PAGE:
John Symes approached Michael Greenburg and Richard Dean Anderson of MacGyver fame.[14] Although Anderson was never a real fan of the science fiction genre, he believed the original feature film to be a good vehicle for a series.[15] Anderson agreed to become involved with the project if his character was allowed significantly more comedic leeway than Kurt Russell's character in the feature film, shown especially Anderson's flippant and utter disregard for appropriate military protocol and decorum over the series, which contrasted Russell's "by the book" adherence to protocol. He also requested Stargate SG-1 to be more of an ensemble show, so that he would not be carrying the plot alone as on MacGyver.[16] Anderson was part of the main cast from season 1 through 8 and played a recurring role in several episodes each season thereafter. He was influential in the development of O'Neill's character and personality from the beginning. While he praised the work done by Russell in the Stargate film, he said he couldn't be that serious all the time and worked with the writers and directors to give his O'Neill a more lighthearted tone while maintaining the sense of importance the role required. Additionally, he joked that he would never be able to get his hair to stay like Russell's.[14] This "double personality" was also joked in the second season, when Jack introduced himself as: "It's 'O'Neill,' with two 'L's. There's another Colonel O'Neil with only one L, and he has no sense of humor at all." Fans have speculated that the transition is due to Russell's O'Neill still being deeply traumatised by the recent death of his son, while Anderson's has overcome the worst of his issues even if he makes it clear he will never forget his loss.

Development edit

In season 8, Anderson chose to have a reduced role in the series so that he could spend more time with his young daughter.[17] When Anderson left the show as a main character in the eighth season, the producers were talking about ending the series. Instead, the series introduced two new characters in the ninth season, Ben Browder as Cameron Mitchell, the new SG-1 team leader, and Beau Bridges as Hank Landry, the new commanding officer of Stargate Command. Anderson continued to appear in a recurring status on Stargate SG-1, albeit with less frequent appearances.[18] He returned for the second straight-to-DVD film, Stargate: Continuum in a brief cameo, and was expected to return for the third movie. Executive producer Brad Wright stressed the importance of O'Neill's presence in the Stargate universe even after the character went on hiatus during the last two seasons of SG-1 when Anderson took a leave from regular acting.[12]

Anderson has also had various guest appearances on the two spin off series' Stargate Atlantis and Stargate Universe. Anderson had several guest cameos scattered over the first season of Stargate Universe.[19] He is mainly seen in the Pentagon but later visits the Destiny after the revelations about Telford emerge. In total, he appears in six episodes of Stargate Universe, the most of any main actor from Stargate SG-1.

Reception edit

For his portrayal of O'Neill, Richard Dean Anderson won a Saturn Award in the category "Best Genre TV Actor" in 1999, and was nominated in the same category in 1998 and 2000. From 2001 to 2005, Anderson was nominated for a Saturn Award in the category "Best Actor on Television" but never won.[20] Anderson was nominated in the category for "Best Male Performance in a 2008 Science Fiction Film, TV Movie, or Mini-Series" at the Constellation Awards in 2009 for his work in Stargate: Continuum (2008), where he reprised his role as O'Neill.[21]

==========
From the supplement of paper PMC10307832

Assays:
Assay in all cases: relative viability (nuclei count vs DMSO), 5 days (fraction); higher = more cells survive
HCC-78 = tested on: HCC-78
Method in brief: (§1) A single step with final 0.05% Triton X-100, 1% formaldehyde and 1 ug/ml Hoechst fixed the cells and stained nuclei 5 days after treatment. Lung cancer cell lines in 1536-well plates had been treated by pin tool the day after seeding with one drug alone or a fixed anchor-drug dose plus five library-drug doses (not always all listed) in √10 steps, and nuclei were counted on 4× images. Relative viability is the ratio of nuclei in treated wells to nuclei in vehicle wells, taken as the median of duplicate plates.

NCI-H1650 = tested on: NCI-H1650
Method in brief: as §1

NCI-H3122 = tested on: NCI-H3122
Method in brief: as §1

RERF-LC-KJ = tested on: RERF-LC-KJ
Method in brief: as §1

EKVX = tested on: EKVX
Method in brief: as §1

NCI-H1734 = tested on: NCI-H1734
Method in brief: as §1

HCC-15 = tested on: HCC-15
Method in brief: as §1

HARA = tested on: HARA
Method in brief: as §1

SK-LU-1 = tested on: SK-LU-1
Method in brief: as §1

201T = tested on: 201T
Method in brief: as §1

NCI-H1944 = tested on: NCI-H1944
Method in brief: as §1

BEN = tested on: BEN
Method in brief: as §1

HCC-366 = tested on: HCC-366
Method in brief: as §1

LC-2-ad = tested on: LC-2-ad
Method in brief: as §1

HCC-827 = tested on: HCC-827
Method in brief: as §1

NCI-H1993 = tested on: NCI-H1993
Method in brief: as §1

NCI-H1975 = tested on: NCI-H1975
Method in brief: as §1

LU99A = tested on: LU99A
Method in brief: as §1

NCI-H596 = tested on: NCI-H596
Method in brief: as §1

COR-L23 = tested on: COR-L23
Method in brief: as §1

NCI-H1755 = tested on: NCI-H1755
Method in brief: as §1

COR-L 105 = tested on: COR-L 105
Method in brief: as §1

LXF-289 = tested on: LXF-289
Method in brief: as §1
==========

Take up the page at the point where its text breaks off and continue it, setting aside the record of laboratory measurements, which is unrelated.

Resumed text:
He was presented with an award at the Air Force Association's 57th Annual Air Force Anniversary Dinner in Washington, D.C., on September 14, 2004, because of his role as star and executive producer of Stargate SG-1, a series which has portrayed the Air Force in a positive light since it first premiered.[22] It was presented by the then-Air Force Chief-of-Staff, General John P. Jumper.[23] Anderson was made an honorary brigadier general.[24]

TV Guide ranked Jack O'Neill #10 on its "25 Greatest Sci-Fi Legends of All Time" list.[25]

References edit

Notes edit

  1. ^ Jonathan Glassneris and Brad Wright (is). "The Gamekeeper". Stargate SG-1. Season 2. Episode 4. Showtime.
  2. ^ Stargate. Roland Emmerich (director), Roland Emmerich and Dean Devlin (writers). Metro–Goldwyn–Mayer (MGM) and Carolco.{{cite AV media}}: CS1 maint: others in cite AV media (notes) (link)
  3. ^ Stargate [1994]
  4. ^ Stargate SG-1: Children of the Gods [1997]
  5. ^ Jonathan Glassner and Brad Wright (writers). "Children of the Gods". Stargate SG-1. Season 1. Episode 1–2. Showtime.
  6. ^ David Warry-Smith (director), Robert C. Cooper (writer). "The Fifth Race". Stargate SG-1. Season 2. Episode 15. Showtime.
  7. ^ Martin Wood (director), Brad Wright and Robert C. Cooper (writers). "Lost City". Stargate SG-1. Season 7. Episode 21–22. Sky One.
  8. ^ Andy Mikita (director), Joseph Mallozzi & Paul Mullie (writers). "New Order". Stargate SG-1. Season 8. Episode 1–2. Sci-Fi Channel.
  9. ^ Andy Mikita (director), Robert C. Cooper (writer). "Avalon". Stargate SG-1. Season 9. Episode 1–2. Sci-Fi Channel.
  10. ^ Martin Wood (director), Robert C. Cooper & Brad Wright (writers). "Rising". Stargate Atlantis. Season 1. Episode 1–2. Sci-Fi Channel.
  11. ^ Brad Turner (director), Martin Gero (writer). "The Return". Stargate Atlantis. Season 3. Episode 10. Sci-Fi Channel.
  12. ^ a b "Wright: Stargate movies need O'Neill". GateWorld. May 11, 2008. Retrieved October 11, 2009.
  13. ^ Andy Mikita (director), Brad Wright & Robert C. Cooper (writers). "Air". Stargate Universe. Season 1. Episode 1–3. Sci-Fi Channel.
  14. ^ a b Wright, Brad; Glassner, Jonathan; Greenburg, Michael; Anderson, Richard Dean; Shanks, Michael; Tapping, Amanda (2001). Stargate SG-1: Season 3 – Timeline To The Future – Part 1-3 (DVD). MGM Home Entertainment.
  15. ^ Harwin, A.J (December 2, 1998). "'Stargate SG-1' teleports into second season of production". The Daily Bruin. Archived from the original on October 3, 2012. Retrieved October 11, 2009.
  16. ^ Eramo, Steven (July 2002). "Richard Dean Anderson – Mr Anderson – Colonel O'Neill". TV Zone (Special 46): 4–9.
  17. ^ Gibson 2003, p. 66, p. 117.
  18. ^ Rudolph, Ileane (August 18, 2006). "Richard Dean Anderson Marks SG-1s 200th". TV Guide. Retrieved October 11, 2009.
  19. ^ French, Dan (November 29, 2009). "Anderson 'may recur on Stargate Universe". Digital Spy. Retrieved October 11, 2009.
  20. ^ "Saturn Awards – Past Award Winners". Saturn Awards. Archived from the original on May 11, 2008. Retrieved October 11, 2009.
  21. ^ "Constellation Awards". Stargate Retrieved October 11, 2009.
  22. ^ Haugsted, Linda (November 20, 2009). "Through the Wire". Multichannel News. Reed Elsevier Inc. Retrieved October 11, 2009.
  23. ^ Thar, Doug (September 9, 2004). "Air Force to honor actor, producer". Air Force Link. Archived from the original on December 30, 2007. Retrieved October 11, 2009.
  24. ^ Sokol, Anna. "A Day of Honors". Archived from the original on 8 November 2007. Retrieved 27 May 2011.
  25. ^ TV Guide Book of Lists. Running Press. 2007. pp. 168. ISBN 978-0-7624-3007-9.

Bibliography edit

External links edit